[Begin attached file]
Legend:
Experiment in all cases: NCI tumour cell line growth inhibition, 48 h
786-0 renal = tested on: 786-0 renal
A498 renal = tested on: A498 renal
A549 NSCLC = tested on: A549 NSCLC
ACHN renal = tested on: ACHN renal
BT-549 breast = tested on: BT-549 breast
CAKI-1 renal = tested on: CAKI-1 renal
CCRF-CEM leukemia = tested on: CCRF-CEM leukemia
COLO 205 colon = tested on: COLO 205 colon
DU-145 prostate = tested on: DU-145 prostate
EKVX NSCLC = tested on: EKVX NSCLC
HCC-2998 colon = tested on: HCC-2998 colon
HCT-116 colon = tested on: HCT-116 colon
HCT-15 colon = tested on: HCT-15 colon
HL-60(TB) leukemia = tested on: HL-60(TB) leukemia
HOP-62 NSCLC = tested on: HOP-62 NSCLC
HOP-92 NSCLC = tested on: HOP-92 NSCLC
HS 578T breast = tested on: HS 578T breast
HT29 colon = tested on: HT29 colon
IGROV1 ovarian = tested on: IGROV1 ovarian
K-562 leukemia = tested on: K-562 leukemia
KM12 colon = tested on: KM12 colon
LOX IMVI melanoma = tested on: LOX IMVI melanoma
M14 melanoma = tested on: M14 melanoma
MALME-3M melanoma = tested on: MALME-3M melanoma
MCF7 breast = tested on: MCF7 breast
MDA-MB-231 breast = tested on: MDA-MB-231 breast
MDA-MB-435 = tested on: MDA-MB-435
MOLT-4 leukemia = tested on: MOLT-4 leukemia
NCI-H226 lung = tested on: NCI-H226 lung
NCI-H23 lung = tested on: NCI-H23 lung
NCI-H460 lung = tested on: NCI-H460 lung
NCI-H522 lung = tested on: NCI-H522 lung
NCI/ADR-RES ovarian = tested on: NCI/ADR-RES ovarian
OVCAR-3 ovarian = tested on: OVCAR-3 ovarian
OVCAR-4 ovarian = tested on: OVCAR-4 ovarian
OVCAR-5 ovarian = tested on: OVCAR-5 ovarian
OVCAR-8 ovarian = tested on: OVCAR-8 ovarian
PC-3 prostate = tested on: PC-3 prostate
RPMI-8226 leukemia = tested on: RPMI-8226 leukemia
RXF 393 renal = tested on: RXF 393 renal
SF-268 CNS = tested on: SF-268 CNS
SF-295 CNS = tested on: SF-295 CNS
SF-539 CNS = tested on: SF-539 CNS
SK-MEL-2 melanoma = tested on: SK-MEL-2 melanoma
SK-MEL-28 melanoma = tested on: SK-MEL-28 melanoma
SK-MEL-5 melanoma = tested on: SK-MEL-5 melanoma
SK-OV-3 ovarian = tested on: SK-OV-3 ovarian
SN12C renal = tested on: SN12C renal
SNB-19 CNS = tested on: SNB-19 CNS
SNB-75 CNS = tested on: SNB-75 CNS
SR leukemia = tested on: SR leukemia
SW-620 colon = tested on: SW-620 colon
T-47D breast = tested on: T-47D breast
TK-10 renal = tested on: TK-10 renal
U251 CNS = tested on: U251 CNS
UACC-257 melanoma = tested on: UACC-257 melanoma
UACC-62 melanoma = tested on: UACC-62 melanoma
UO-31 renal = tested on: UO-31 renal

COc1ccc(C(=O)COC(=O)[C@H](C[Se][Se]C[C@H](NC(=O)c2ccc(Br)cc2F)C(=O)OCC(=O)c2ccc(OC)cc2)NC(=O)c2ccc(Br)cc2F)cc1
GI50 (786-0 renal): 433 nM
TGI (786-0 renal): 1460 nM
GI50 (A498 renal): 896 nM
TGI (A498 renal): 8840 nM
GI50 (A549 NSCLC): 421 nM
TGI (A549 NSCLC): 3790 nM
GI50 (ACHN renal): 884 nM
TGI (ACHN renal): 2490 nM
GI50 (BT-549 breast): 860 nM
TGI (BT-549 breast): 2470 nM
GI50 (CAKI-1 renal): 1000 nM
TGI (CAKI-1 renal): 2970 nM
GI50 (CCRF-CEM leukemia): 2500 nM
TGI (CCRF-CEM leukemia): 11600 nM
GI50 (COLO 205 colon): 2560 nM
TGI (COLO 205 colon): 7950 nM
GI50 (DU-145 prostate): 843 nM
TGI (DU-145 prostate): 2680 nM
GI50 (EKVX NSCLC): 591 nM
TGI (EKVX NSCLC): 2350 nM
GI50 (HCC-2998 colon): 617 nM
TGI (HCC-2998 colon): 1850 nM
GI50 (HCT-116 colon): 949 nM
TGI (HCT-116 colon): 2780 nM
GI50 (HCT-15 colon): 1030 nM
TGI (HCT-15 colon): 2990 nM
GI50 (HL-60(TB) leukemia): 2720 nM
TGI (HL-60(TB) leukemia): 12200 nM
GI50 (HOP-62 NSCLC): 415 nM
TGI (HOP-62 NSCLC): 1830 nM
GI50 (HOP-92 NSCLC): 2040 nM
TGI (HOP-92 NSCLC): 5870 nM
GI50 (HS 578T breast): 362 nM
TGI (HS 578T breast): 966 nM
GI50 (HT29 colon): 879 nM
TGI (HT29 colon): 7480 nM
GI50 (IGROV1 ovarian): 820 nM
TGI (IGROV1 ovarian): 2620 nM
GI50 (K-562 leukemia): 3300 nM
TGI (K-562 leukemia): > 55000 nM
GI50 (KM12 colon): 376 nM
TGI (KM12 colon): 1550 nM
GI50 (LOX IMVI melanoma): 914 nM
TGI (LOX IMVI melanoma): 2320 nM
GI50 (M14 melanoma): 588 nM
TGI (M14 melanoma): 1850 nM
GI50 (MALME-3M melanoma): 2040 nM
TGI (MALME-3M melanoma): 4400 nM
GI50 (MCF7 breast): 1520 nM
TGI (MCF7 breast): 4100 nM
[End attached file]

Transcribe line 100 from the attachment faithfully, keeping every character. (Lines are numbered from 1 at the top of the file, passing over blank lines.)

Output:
GI50 (K-562 leukemia): 3300 nM